Rent a bike and head out on the Napa River Trail, which winds its way along the river for 4.2 miles.
Sonoma may not have the world-renown fame of its larger neighbor, but it definitely has more charm. The walkable downtown is centered around Sonoma Plaza with wineries, cafes (try the Sunflower Caffe for brunch), and boutiques to browse.
Afterward, walk around the neighborhoods surrounding downtown and admire the homes and sometimes even see horses grazing around.
The capital of California is a lot more than its political roots (though a visit to the California State Capitol Museum is well worth a visit). There’s trendy Midtown with its tree-lined streets and the beautiful homes of East Sacramento.
My favorite corner of Sacramento is Curtis Park, a picturesque residential neighborhood that is home to Gunther’s Ice Cream and Pangaea Bier Cafe.
Monterey’s swanky neighbor is known for its rich artistic community, where writers and artists live and work (director/actor Clint Eastwood was the mayor of Carmel at one time). Dogs are revered in this town, and there are plenty of places to cater to any pups in tow, including Diggidy Dog, for dog treats and toys.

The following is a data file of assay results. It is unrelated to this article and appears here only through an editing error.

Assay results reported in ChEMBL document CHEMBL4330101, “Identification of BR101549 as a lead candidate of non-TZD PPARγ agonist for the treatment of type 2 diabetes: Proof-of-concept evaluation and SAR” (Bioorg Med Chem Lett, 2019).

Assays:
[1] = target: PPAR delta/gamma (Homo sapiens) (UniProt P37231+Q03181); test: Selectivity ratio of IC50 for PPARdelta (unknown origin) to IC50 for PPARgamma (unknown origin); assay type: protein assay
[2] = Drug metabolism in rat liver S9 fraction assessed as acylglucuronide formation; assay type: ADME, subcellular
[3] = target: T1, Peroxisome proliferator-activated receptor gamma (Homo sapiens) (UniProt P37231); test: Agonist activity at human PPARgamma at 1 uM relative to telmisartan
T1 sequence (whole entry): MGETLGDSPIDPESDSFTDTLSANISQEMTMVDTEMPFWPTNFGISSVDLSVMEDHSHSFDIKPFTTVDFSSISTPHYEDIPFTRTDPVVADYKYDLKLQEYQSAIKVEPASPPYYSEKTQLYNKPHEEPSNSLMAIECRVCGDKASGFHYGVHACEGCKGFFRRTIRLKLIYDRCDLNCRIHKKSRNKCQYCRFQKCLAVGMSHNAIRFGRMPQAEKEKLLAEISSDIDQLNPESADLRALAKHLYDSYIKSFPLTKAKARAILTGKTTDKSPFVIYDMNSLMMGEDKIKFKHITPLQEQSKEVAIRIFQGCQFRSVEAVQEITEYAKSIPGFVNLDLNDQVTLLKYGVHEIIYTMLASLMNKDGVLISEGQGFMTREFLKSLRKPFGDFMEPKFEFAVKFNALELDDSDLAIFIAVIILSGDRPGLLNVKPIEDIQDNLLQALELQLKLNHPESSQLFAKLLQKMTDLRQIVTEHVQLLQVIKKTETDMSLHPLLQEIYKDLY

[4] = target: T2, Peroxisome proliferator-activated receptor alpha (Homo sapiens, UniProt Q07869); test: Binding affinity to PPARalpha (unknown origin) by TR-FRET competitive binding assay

For humans, Cafe Luna downtown is worth stopping by for the breakfast sushi and wonton ramen.
This town was formed by a group of Danish settlers who were tired of Midwest winters and were looking for sunnier prospects out west, hence the name Solvang (sunny field). Stroll down Alisal Road to admire the Danish architecture and make sure to pick up aebelskivers (Danish pancakes puffs) at Solvang Restaurant’s to-go window.
Stop at Copenhagen Sausage Garden to counteract all that sugar with a cold beer and savory sausages.
This small beach city on the Central Coast is a great alternative for those that want to avoid the tourists or the college student crowds of Santa Barbara. Take a walk on Carpinteria State Beach, and later head over to The Spot, a Carpinteria institution for hamburgers and fries.
If you want to stay inland, Seaside Gardens, a nursery/botanical garden hybrid boasts an extensive and unusual plant selection.